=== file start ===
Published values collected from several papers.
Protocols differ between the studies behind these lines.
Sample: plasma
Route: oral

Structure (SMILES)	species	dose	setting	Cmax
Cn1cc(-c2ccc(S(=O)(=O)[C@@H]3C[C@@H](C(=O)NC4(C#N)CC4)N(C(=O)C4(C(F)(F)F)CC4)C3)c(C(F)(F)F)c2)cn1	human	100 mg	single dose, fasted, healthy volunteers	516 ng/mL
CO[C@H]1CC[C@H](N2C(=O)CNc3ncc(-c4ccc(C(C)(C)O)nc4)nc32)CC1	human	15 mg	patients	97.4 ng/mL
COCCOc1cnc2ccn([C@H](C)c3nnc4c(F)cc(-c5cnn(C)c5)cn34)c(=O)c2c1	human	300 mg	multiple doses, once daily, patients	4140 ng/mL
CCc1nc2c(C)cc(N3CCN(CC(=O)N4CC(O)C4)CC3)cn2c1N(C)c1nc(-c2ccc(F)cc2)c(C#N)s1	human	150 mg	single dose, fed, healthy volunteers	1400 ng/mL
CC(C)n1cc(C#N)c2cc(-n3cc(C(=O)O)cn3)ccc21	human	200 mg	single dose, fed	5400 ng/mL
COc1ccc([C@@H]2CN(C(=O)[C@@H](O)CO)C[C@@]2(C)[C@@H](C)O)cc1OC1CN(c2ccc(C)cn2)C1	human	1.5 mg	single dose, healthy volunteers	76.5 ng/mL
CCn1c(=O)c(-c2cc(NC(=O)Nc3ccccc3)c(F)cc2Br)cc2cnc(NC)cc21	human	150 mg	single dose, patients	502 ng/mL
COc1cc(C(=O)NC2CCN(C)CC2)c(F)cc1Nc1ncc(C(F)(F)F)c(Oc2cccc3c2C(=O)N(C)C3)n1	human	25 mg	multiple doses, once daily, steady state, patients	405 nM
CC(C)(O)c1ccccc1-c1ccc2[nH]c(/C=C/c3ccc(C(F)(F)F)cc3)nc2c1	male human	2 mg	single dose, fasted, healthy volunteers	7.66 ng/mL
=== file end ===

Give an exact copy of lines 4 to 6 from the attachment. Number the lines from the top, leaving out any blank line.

Route: oral

Structure (SMILES)	species	dose	setting	Cmax
Cn1cc(-c2ccc(S(=O)(=O)[C@@H]3C[C@@H](C(=O)NC4(C#N)CC4)N(C(=O)C4(C(F)(F)F)CC4)C3)c(C(F)(F)F)c2)cn1	human	100 mg	single dose, fasted, healthy volunteers	516 ng/mL